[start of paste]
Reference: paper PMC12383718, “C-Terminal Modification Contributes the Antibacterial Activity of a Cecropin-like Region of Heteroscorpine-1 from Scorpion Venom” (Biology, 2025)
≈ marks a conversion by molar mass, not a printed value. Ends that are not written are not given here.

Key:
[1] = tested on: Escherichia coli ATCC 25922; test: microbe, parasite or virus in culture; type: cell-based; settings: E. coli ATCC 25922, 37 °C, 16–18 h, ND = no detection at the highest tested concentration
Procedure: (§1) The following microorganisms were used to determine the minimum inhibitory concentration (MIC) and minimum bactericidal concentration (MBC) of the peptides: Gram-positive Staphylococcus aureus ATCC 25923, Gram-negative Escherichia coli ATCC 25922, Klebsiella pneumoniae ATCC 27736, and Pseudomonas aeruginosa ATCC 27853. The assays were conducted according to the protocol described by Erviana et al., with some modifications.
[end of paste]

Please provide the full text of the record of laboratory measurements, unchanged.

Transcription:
Reference: paper PMC12383718, “C-Terminal Modification Contributes the Antibacterial Activity of a Cecropin-like Region of Heteroscorpine-1 from Scorpion Venom” (Biology, 2025)
≈ marks a conversion by molar mass, not a printed value. Ends that are not written are not given here.

Key:
[1] = tested on: Escherichia coli ATCC 25922; test: microbe, parasite or virus in culture; type: cell-based; settings: E. coli ATCC 25922, 37 °C, 16–18 h, ND = no detection at the highest tested concentration
Procedure: (§1) The following microorganisms were used to determine the minimum inhibitory concentration (MIC) and minimum bactericidal concentration (MBC) of the peptides: Gram-positive Staphylococcus aureus ATCC 25923, Gram-negative Escherichia coli ATCC 25922, Klebsiella pneumoniae ATCC 27736, and Pseudomonas aeruginosa ATCC 27853. The assays were conducted according to the protocol described by Erviana et al., with some modifications.